Bret Saberhagen took the baseball world by storm in 1985. In just his second year as a major league pitcher, Saberhagen compiled a 20-6 record with 10 complete games, 158 strikeouts, and a 2.87 ERA. These numbers earned Bret his first Cy Young Award. In addition to that, he also led the Kansas City Royals to the World Series in which he won 2 games for them including a shutout in game 7 to clinch the title. Saberhagen was awarded the World Series MVP that year for his outstanding performance in the fall classic.
Just 4 years later, Saberhagen was at it again and quickly solidified his status as one of the game’s best pitchers. Bret won the Cy Young Award again in 1989 while finishing the season with a 23-6 record. He also averaged a career low ERA of just 2.16 for the season.
Amazingly enough in his 2 best years, each of which ended as the Cy Young Award winner, Saberhagen was not voted to the All-Star team in either of these years. After his first 6 seasons, he compiled a 92-61 record but only made 1 trip to the All-Star game. It’s very surprising that with such dominant performances and some incredible World Series moments, that Bret Saberhagen’s star was not the brightest of them all. Granted, he played in Kansas City, but his skills and stats should have elevated his status to one of baseball’s best during the 1980’s.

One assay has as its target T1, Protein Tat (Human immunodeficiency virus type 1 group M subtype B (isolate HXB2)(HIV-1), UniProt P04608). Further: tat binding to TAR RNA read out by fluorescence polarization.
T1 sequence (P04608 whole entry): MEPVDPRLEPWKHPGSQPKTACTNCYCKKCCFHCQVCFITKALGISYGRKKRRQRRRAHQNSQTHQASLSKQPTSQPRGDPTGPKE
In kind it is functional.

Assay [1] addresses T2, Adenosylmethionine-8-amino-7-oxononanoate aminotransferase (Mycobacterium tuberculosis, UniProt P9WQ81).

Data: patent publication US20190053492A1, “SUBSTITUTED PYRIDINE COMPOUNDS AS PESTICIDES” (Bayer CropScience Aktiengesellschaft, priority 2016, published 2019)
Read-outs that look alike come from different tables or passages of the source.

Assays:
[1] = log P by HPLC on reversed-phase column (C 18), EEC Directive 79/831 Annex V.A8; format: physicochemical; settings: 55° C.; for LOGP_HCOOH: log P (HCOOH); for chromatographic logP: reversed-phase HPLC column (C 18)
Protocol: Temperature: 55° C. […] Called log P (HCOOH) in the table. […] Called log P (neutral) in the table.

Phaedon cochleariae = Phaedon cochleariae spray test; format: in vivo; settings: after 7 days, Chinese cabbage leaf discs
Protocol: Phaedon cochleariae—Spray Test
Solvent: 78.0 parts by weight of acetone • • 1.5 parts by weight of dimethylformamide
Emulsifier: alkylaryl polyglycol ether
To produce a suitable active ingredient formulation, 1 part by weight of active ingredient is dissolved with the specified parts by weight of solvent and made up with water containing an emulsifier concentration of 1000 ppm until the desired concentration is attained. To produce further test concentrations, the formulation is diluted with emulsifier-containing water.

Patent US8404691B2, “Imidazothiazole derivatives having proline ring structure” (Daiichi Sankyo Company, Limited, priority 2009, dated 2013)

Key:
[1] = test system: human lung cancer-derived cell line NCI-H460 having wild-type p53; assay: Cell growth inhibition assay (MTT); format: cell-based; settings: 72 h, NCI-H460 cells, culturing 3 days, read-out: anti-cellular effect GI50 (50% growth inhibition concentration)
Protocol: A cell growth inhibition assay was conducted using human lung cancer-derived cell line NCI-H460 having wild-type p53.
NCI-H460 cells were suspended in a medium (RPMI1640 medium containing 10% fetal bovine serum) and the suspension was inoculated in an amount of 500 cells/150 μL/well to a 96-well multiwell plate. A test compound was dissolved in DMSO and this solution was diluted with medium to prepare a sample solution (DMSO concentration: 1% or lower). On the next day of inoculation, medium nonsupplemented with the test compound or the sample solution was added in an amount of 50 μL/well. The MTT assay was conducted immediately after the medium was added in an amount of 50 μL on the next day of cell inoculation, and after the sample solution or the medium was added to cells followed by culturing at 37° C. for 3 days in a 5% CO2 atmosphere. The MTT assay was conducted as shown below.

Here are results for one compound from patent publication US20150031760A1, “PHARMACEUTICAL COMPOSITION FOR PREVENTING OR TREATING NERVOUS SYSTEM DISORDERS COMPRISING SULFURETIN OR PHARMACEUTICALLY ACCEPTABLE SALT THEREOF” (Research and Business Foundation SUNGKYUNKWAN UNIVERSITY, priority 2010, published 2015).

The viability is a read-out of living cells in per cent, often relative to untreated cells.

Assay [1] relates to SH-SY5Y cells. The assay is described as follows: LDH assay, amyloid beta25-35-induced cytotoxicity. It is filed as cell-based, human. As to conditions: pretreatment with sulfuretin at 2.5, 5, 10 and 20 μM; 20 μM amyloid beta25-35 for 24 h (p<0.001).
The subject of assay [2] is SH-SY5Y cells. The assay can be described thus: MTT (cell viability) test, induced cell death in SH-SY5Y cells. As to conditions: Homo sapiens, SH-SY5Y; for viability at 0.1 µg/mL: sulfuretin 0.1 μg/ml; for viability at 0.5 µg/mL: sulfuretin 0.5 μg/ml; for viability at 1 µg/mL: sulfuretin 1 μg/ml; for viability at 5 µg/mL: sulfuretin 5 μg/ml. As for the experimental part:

Bret Saberhagen ended his 16-year career with a 167-117 record. Who knows how many more wins he would have compiled if he had played on better teams during his playing days. Although his annual stats cannot compare to other breakthrough stars from the 1980’s like Roger Clemens and Dwight Gooden, Bret’s best years can. And then you add the fact that he carried the Royals to the World Series Championship in 1985 and you’ve got a great legend to share….
Today, Bret runs the Bret Saberhagen Make A Difference Foundation. You can click this link to check out the great charity work that he is involved with.